Security for costs—what is it, its use and the court's discretion

The following Dispute Resolution practice note provides comprehensive and up to date legal information covering:

  • Security for costs—what is it, its use and the court's discretion
  • What are security for costs?
  • Who security for costs can be ordered against
  • Is it chance which party is the claimant?—Crabtree principle
  • Test to be applied
  • Application of the Crabtree principle
  • Defeating the Crabtree principle
  • When security for costs will not normally be ordered
  • Court’s general discretion
  • Principles the court will apply
  • More...

Brexit: The UK's departure from the EU on exit day, ie Friday 31 January 2020, has implications for practitioners considering security for costs. For guidance, see: Cross border considerations—checklist—Brexit—impact on CPR.

This Practice Note sets out the principles underlying the use of security for costs under CPR 25. It is one of a series of Practice Notes which considers issues relating to security for costs under CPR 25. The other Practice Notes are:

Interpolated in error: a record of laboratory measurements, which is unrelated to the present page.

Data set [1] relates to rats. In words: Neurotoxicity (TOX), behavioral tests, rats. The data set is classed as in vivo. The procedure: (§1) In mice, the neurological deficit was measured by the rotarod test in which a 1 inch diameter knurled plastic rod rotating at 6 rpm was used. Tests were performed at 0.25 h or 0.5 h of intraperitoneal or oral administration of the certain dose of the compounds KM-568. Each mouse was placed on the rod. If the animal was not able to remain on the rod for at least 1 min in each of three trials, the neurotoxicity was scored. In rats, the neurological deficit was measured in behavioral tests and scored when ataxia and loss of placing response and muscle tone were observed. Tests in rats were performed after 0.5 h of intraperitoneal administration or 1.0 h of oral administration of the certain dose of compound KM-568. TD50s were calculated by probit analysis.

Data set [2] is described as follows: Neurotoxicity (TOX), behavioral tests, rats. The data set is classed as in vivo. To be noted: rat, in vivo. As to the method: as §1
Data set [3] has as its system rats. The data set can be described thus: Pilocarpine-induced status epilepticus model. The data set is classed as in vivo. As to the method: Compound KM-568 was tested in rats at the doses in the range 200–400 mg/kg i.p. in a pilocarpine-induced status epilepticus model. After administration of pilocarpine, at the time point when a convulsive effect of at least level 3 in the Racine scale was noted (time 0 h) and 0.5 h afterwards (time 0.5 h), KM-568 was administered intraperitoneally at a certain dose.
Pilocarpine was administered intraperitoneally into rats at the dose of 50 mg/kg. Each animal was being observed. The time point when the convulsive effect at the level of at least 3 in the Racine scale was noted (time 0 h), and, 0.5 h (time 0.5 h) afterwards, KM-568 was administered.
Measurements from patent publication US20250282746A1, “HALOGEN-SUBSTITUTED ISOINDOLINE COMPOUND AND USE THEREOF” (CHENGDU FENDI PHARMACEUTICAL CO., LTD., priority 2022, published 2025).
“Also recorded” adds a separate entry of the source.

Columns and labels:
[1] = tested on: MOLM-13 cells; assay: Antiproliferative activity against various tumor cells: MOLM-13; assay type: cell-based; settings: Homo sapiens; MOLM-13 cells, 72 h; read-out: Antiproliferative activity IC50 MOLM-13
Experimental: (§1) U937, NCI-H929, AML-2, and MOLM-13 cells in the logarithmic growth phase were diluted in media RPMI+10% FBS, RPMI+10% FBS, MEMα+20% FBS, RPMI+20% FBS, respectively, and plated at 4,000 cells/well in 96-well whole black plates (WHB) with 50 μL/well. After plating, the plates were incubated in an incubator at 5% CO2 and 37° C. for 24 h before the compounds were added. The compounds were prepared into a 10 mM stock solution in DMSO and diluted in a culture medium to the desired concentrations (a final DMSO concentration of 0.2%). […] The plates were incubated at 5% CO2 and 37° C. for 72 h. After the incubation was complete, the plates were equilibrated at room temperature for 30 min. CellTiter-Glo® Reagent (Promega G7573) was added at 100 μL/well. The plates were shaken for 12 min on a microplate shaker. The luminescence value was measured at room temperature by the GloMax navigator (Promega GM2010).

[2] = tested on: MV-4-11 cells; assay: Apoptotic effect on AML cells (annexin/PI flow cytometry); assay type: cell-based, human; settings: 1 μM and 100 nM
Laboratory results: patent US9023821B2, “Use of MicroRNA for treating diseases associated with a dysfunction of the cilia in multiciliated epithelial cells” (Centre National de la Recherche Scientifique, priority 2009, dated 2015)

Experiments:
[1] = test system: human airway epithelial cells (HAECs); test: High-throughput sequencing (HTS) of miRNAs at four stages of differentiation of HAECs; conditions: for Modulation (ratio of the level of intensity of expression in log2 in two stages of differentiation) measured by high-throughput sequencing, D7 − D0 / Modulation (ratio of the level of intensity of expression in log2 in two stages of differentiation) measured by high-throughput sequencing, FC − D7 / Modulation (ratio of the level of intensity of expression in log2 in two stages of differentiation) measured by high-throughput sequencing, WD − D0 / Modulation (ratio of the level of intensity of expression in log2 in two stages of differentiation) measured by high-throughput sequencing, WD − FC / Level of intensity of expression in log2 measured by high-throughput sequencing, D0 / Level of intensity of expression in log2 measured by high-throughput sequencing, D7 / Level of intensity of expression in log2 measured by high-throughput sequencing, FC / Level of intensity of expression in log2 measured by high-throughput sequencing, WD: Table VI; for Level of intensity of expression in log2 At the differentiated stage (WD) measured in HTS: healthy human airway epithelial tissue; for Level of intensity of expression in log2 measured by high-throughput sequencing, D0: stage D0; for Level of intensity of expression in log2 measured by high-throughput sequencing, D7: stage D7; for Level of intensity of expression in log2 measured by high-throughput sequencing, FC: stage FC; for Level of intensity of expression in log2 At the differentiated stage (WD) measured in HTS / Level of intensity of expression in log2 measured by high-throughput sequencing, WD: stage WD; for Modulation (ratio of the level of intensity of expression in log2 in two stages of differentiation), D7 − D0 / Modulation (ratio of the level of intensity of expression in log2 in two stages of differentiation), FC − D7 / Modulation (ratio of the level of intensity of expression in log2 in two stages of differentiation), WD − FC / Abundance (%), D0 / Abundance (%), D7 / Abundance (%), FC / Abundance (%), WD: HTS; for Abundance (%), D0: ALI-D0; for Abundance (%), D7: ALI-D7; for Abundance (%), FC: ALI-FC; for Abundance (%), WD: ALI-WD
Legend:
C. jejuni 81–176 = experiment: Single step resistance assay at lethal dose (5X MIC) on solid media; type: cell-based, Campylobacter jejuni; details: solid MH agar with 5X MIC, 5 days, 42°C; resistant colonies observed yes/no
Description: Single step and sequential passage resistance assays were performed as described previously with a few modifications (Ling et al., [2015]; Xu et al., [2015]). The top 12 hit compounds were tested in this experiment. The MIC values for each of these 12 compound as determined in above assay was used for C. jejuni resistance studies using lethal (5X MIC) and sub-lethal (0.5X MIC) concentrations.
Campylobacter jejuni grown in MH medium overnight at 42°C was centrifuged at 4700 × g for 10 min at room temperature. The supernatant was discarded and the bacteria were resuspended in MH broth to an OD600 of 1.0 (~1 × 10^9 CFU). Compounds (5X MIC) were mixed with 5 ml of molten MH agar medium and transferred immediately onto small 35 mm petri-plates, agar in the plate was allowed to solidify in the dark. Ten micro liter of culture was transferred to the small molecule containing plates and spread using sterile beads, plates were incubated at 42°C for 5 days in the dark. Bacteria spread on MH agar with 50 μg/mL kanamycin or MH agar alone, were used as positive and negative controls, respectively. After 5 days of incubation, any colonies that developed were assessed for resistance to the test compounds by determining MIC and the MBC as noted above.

1. Security for costs—requirements and conditions (CPR 25.13)

  2. Security for costs—making an application

  3. Security for costs—counterclaims and set offs

  4. Security for costs—level of security

  5. Security for costs—ATE insurance

  6. Security for costs—after an order is made

  7. Security for costs—additional security

  8. Security for costs—payment into and out of court

  9. Security for costs—equivalent orders

There are also other Civil Procedure Rules (CPR) provisions which provide for orders which are equivalent to a security for costs order. For more information, see Practice Note: Security for costs—equivalent orders.

When considering making an application for security for costs, you may also wish to consider whether to make an application for summary judgment or strike out at the same time. See: Summary judgment and strike out—overview.

What are security for costs?

In litigation, the usual position in relation to costs is that the losing party will be ordered to pay the other side's recoverable costs. Such costs may be substantial, especially when dealing with

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